Anyone who has ever been in charge of anything has offered a spot to someone who turned it down, either right on the spot, or later. Being aced by a better offer comes with the territory. If I was the one who had offered you a spot, a later collaboration would only confirm my first decision that you had been someone I wanted in my group.
So, what should you expect? I certainly wouldn't bring up the past in any negative way, I'd say I was glad to be working with you.
And what should you say?
(1) Don't apologize. I didn't do anything for you, and you didn't take anything from me, so you don't owe me anything. Even if you cancelled so late that the position stayed unfilled for a while, that's not on you. If there's something of mine that will fail without staff that's on me. It up to me to have a contingency plan, and I will. "Many's the slip, 'twixt the cup and the lip". Anyone who belongs in their job knows the difference between someone on-board and someone who made nice noises about an offer.
(2) Don't ever bring up not taking the spot. I knew at the time you either got a better offer or had a family crisis, so now I know you got a better offer. If I want to know why you took the other offer I'll figure it out from working with you.
(3) if this person does bring the past up, or complains about you taking a better offer, or whatever, don't respond with anything about better or worse. Make it a matter of personal preference, like a food choice, say there was something about the other offer that really seemed like it was a good match for you. If the other person asks again or for details, deal with them like someone who has had too much alcohol and is saying foolish things. Smile, repeat your first answer patiently, smile again, and then talk about an clearly unrelated subject.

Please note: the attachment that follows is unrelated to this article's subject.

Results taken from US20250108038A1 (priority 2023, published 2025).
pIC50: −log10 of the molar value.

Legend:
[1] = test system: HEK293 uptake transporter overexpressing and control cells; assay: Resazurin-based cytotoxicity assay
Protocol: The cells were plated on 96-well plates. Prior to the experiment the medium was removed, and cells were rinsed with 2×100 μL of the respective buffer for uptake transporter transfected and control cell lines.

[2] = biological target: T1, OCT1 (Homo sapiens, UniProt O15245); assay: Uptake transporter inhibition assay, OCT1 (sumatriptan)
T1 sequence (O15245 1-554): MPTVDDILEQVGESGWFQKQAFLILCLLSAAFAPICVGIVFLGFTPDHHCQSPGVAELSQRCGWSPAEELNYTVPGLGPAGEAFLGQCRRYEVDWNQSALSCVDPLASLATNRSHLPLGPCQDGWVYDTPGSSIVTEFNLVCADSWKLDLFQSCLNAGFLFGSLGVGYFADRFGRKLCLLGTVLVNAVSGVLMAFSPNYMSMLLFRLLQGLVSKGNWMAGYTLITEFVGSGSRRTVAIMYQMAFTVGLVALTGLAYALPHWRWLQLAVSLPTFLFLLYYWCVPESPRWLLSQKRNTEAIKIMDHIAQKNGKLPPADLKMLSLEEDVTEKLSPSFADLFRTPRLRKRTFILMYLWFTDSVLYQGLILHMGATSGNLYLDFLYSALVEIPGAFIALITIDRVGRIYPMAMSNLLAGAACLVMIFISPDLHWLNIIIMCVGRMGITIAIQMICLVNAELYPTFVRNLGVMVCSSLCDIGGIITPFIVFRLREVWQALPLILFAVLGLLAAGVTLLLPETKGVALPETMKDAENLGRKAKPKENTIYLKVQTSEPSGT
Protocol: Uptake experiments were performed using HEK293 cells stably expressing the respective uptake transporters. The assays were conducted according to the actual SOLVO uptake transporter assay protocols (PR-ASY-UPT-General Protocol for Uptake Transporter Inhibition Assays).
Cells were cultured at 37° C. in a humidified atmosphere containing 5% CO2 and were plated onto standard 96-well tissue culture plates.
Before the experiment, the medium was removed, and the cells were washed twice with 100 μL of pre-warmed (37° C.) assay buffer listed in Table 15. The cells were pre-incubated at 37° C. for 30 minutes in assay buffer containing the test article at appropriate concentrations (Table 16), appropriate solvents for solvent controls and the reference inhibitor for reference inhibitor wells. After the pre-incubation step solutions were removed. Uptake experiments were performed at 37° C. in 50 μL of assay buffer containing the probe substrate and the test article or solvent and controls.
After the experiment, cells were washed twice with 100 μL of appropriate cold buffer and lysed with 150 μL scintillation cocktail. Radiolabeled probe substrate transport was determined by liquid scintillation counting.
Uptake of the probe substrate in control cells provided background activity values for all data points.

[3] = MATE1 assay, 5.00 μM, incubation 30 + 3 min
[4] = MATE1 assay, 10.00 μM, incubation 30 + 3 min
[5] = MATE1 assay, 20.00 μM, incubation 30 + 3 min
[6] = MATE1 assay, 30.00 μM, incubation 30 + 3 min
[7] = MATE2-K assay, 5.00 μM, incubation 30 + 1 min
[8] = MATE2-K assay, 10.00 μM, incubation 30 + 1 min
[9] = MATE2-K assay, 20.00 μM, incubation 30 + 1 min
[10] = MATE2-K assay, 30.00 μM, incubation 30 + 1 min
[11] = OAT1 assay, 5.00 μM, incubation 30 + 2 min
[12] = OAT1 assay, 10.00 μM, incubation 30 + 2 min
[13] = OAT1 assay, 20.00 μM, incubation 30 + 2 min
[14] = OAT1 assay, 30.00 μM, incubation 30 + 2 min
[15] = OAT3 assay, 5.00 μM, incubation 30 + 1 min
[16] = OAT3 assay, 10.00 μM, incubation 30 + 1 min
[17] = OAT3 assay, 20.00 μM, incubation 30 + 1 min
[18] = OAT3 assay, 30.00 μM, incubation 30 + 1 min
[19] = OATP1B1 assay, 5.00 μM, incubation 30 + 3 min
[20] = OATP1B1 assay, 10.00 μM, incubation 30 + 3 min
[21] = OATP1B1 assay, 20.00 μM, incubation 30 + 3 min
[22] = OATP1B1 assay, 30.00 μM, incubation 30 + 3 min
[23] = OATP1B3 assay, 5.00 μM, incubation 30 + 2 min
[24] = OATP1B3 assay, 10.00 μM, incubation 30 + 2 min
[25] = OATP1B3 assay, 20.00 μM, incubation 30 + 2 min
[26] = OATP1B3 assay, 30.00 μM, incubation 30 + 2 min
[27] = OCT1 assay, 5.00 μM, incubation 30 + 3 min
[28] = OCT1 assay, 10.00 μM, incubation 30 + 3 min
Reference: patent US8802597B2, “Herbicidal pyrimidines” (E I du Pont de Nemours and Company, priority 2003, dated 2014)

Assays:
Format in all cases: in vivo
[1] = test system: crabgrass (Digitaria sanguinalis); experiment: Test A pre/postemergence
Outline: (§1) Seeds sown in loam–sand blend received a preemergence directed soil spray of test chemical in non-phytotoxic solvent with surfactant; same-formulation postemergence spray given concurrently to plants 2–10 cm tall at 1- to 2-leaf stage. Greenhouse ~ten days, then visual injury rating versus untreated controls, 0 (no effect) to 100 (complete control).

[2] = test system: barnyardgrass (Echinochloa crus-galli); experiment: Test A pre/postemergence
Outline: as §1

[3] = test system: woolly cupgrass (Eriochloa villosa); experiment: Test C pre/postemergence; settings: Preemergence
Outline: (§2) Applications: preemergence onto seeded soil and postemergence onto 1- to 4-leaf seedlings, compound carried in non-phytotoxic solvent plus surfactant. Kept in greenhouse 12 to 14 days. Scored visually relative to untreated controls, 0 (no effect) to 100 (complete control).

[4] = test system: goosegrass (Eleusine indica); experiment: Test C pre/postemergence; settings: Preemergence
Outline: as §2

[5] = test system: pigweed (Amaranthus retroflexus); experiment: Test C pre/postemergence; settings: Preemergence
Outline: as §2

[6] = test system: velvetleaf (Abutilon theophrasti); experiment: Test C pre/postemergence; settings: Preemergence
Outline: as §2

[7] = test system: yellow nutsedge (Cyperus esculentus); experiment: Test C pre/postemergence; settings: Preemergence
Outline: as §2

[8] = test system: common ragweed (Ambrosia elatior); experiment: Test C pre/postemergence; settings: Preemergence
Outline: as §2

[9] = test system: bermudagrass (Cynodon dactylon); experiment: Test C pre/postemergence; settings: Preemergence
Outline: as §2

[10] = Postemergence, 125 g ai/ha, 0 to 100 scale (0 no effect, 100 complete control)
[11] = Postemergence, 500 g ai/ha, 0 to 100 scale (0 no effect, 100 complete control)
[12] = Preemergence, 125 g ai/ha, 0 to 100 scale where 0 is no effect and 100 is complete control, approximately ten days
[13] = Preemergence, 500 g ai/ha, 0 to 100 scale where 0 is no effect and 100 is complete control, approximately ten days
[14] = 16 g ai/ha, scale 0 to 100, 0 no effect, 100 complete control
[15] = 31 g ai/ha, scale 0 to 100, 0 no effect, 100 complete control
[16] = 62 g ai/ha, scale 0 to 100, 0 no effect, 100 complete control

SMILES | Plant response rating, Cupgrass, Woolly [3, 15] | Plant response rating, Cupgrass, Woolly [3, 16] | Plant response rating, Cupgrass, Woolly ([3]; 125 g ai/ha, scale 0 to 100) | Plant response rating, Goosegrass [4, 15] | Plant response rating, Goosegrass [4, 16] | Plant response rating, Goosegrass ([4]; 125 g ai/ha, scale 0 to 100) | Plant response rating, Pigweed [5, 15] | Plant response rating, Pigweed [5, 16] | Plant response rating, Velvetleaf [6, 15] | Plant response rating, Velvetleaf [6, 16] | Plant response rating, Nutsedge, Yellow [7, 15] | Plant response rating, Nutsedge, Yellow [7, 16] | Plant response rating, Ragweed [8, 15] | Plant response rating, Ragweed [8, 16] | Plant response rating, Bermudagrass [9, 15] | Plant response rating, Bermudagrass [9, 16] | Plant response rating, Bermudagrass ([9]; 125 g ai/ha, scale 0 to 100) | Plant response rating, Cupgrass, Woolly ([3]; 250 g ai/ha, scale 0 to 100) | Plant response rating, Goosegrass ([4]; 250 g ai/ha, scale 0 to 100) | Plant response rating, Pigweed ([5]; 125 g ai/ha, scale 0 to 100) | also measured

I don't know if this is great advice for people playing academic politics. I didn't earn my ph.d. as a grad student getting stipends, I was working full time in the r&d end of my field I had a wife & children and I had tangential research that interested me to pursue and write up for a thesis and a dissertation and some projects, and I took graduate level courses classes that interested me, and I paid tuition and fees. That wasn't as unusual then as now.